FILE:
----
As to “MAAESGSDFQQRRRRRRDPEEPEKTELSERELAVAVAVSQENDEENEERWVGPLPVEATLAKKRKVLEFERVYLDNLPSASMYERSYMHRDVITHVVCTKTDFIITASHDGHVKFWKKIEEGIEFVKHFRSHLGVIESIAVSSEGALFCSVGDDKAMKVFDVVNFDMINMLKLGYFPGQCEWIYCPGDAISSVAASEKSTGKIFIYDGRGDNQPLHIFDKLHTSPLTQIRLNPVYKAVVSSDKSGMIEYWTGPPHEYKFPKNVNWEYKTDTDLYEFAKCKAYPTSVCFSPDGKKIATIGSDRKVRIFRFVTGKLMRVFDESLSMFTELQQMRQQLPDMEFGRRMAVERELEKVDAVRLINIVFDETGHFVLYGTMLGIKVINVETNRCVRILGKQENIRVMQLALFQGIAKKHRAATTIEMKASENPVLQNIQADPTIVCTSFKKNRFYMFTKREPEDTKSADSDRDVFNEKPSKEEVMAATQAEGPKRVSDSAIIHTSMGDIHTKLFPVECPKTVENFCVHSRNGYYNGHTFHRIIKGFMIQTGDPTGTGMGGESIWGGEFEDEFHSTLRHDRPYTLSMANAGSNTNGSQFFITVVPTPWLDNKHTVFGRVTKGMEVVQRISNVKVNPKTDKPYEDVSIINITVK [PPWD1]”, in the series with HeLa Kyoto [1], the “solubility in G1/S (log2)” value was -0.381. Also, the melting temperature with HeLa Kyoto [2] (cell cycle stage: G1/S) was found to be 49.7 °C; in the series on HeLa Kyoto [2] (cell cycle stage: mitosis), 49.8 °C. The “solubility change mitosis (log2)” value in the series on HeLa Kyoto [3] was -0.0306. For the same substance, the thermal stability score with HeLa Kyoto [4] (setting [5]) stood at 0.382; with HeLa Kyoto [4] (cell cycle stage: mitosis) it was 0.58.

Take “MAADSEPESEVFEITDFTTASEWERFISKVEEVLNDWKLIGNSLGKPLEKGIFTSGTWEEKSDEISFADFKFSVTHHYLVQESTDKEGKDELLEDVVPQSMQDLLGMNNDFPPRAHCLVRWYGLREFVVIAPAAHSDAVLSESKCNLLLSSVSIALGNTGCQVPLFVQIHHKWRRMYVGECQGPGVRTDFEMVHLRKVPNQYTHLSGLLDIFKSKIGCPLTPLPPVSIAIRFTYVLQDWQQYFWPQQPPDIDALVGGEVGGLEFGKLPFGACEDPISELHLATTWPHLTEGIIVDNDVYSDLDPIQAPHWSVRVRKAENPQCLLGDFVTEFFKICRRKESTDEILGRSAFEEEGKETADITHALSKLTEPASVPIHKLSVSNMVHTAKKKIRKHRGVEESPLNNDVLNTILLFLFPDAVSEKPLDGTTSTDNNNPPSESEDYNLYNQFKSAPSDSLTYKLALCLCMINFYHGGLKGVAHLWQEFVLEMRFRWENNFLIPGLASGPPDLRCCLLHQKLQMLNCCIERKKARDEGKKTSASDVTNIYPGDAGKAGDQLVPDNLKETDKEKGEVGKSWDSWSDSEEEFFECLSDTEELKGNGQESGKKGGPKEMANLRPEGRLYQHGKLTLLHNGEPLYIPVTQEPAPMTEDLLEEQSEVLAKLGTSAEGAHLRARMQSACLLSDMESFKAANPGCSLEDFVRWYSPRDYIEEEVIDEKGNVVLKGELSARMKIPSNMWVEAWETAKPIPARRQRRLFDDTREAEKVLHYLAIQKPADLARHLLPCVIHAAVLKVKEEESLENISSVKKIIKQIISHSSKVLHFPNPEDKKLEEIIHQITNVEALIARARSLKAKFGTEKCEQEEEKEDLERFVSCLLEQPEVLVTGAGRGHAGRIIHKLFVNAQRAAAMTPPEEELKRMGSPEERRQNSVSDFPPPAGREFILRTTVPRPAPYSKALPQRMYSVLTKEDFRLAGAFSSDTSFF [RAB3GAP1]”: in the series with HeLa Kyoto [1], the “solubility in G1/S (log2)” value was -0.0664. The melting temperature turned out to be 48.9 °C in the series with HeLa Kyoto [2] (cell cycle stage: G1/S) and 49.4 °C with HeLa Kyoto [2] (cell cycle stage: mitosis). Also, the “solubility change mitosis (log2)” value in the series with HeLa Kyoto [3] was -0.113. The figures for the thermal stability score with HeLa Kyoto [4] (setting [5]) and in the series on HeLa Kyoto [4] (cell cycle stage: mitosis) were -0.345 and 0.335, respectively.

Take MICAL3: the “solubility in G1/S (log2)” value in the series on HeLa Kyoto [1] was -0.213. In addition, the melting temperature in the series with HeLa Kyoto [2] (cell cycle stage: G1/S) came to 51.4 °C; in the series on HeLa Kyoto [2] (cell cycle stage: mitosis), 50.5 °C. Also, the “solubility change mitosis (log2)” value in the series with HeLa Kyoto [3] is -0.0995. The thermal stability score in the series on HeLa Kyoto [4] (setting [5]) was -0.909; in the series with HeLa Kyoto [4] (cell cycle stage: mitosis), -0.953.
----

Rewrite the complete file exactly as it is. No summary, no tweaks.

As to “MAAESGSDFQQRRRRRRDPEEPEKTELSERELAVAVAVSQENDEENEERWVGPLPVEATLAKKRKVLEFERVYLDNLPSASMYERSYMHRDVITHVVCTKTDFIITASHDGHVKFWKKIEEGIEFVKHFRSHLGVIESIAVSSEGALFCSVGDDKAMKVFDVVNFDMINMLKLGYFPGQCEWIYCPGDAISSVAASEKSTGKIFIYDGRGDNQPLHIFDKLHTSPLTQIRLNPVYKAVVSSDKSGMIEYWTGPPHEYKFPKNVNWEYKTDTDLYEFAKCKAYPTSVCFSPDGKKIATIGSDRKVRIFRFVTGKLMRVFDESLSMFTELQQMRQQLPDMEFGRRMAVERELEKVDAVRLINIVFDETGHFVLYGTMLGIKVINVETNRCVRILGKQENIRVMQLALFQGIAKKHRAATTIEMKASENPVLQNIQADPTIVCTSFKKNRFYMFTKREPEDTKSADSDRDVFNEKPSKEEVMAATQAEGPKRVSDSAIIHTSMGDIHTKLFPVECPKTVENFCVHSRNGYYNGHTFHRIIKGFMIQTGDPTGTGMGGESIWGGEFEDEFHSTLRHDRPYTLSMANAGSNTNGSQFFITVVPTPWLDNKHTVFGRVTKGMEVVQRISNVKVNPKTDKPYEDVSIINITVK [PPWD1]”, in the series with HeLa Kyoto [1], the “solubility in G1/S (log2)” value was -0.381. Also, the melting temperature with HeLa Kyoto [2] (cell cycle stage: G1/S) was found to be 49.7 °C; in the series on HeLa Kyoto [2] (cell cycle stage: mitosis), 49.8 °C. The “solubility change mitosis (log2)” value in the series on HeLa Kyoto [3] was -0.0306. For the same substance, the thermal stability score with HeLa Kyoto [4] (setting [5]) stood at 0.382; with HeLa Kyoto [4] (cell cycle stage: mitosis) it was 0.58.

Take “MAADSEPESEVFEITDFTTASEWERFISKVEEVLNDWKLIGNSLGKPLEKGIFTSGTWEEKSDEISFADFKFSVTHHYLVQESTDKEGKDELLEDVVPQSMQDLLGMNNDFPPRAHCLVRWYGLREFVVIAPAAHSDAVLSESKCNLLLSSVSIALGNTGCQVPLFVQIHHKWRRMYVGECQGPGVRTDFEMVHLRKVPNQYTHLSGLLDIFKSKIGCPLTPLPPVSIAIRFTYVLQDWQQYFWPQQPPDIDALVGGEVGGLEFGKLPFGACEDPISELHLATTWPHLTEGIIVDNDVYSDLDPIQAPHWSVRVRKAENPQCLLGDFVTEFFKICRRKESTDEILGRSAFEEEGKETADITHALSKLTEPASVPIHKLSVSNMVHTAKKKIRKHRGVEESPLNNDVLNTILLFLFPDAVSEKPLDGTTSTDNNNPPSESEDYNLYNQFKSAPSDSLTYKLALCLCMINFYHGGLKGVAHLWQEFVLEMRFRWENNFLIPGLASGPPDLRCCLLHQKLQMLNCCIERKKARDEGKKTSASDVTNIYPGDAGKAGDQLVPDNLKETDKEKGEVGKSWDSWSDSEEEFFECLSDTEELKGNGQESGKKGGPKEMANLRPEGRLYQHGKLTLLHNGEPLYIPVTQEPAPMTEDLLEEQSEVLAKLGTSAEGAHLRARMQSACLLSDMESFKAANPGCSLEDFVRWYSPRDYIEEEVIDEKGNVVLKGELSARMKIPSNMWVEAWETAKPIPARRQRRLFDDTREAEKVLHYLAIQKPADLARHLLPCVIHAAVLKVKEEESLENISSVKKIIKQIISHSSKVLHFPNPEDKKLEEIIHQITNVEALIARARSLKAKFGTEKCEQEEEKEDLERFVSCLLEQPEVLVTGAGRGHAGRIIHKLFVNAQRAAAMTPPEEELKRMGSPEERRQNSVSDFPPPAGREFILRTTVPRPAPYSKALPQRMYSVLTKEDFRLAGAFSSDTSFF [RAB3GAP1]”: in the series with HeLa Kyoto [1], the “solubility in G1/S (log2)” value was -0.0664. The melting temperature turned out to be 48.9 °C in the series with HeLa Kyoto [2] (cell cycle stage: G1/S) and 49.4 °C with HeLa Kyoto [2] (cell cycle stage: mitosis). Also, the “solubility change mitosis (log2)” value in the series with HeLa Kyoto [3] was -0.113. The figures for the thermal stability score with HeLa Kyoto [4] (setting [5]) and in the series on HeLa Kyoto [4] (cell cycle stage: mitosis) were -0.345 and 0.335, respectively.

Take MICAL3: the “solubility in G1/S (log2)” value in the series on HeLa Kyoto [1] was -0.213. In addition, the melting temperature in the series with HeLa Kyoto [2] (cell cycle stage: G1/S) came to 51.4 °C; in the series on HeLa Kyoto [2] (cell cycle stage: mitosis), 50.5 °C. Also, the “solubility change mitosis (log2)” value in the series with HeLa Kyoto [3] is -0.0995. The thermal stability score in the series on HeLa Kyoto [4] (setting [5]) was -0.909; in the series with HeLa Kyoto [4] (cell cycle stage: mitosis), -0.953.